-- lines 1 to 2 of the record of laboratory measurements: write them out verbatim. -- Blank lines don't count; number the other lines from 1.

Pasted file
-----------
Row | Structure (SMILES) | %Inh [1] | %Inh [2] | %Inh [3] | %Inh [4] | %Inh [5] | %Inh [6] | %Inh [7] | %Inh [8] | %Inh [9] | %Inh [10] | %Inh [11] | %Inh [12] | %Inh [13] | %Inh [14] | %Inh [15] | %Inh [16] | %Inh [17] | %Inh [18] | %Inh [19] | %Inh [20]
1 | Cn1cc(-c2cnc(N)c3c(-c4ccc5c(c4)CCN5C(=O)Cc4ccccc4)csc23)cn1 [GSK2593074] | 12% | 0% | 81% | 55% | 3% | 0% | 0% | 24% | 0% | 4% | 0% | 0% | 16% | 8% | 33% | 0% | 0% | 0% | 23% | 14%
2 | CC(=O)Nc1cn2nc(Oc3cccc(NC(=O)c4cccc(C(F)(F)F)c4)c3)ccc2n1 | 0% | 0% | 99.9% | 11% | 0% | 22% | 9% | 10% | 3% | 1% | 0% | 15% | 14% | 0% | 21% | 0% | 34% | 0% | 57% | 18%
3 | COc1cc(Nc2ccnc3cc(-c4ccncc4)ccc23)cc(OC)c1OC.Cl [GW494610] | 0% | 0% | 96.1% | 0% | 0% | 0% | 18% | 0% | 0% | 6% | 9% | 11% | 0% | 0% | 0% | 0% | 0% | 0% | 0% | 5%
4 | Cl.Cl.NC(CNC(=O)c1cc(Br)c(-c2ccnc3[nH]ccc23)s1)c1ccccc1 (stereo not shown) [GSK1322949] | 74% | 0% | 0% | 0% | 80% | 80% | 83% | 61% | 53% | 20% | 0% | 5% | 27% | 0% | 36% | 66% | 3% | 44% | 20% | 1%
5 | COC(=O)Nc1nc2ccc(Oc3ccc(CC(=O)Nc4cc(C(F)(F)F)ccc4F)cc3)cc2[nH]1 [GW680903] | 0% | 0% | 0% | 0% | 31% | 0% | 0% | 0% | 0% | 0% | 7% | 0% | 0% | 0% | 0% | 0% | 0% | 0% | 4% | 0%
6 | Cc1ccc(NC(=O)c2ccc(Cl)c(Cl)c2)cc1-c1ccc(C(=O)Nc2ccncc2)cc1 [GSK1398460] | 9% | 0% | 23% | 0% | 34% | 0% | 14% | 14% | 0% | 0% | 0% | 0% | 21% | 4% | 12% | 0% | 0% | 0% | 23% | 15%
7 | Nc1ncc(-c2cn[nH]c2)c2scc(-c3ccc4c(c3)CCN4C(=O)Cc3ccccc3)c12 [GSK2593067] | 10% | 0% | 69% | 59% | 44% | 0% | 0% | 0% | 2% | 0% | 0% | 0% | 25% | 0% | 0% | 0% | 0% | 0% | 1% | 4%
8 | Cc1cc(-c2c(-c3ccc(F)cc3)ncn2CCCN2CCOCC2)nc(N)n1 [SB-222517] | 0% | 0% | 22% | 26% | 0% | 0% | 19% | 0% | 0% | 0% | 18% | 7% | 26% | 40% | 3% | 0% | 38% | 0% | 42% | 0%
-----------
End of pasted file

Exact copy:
Row | Structure (SMILES) | %Inh [1] | %Inh [2] | %Inh [3] | %Inh [4] | %Inh [5] | %Inh [6] | %Inh [7] | %Inh [8] | %Inh [9] | %Inh [10] | %Inh [11] | %Inh [12] | %Inh [13] | %Inh [14] | %Inh [15] | %Inh [16] | %Inh [17] | %Inh [18] | %Inh [19] | %Inh [20]
1 | Cn1cc(-c2cnc(N)c3c(-c4ccc5c(c4)CCN5C(=O)Cc4ccccc4)csc23)cn1 [GSK2593074] | 12% | 0% | 81% | 55% | 3% | 0% | 0% | 24% | 0% | 4% | 0% | 0% | 16% | 8% | 33% | 0% | 0% | 0% | 23% | 14%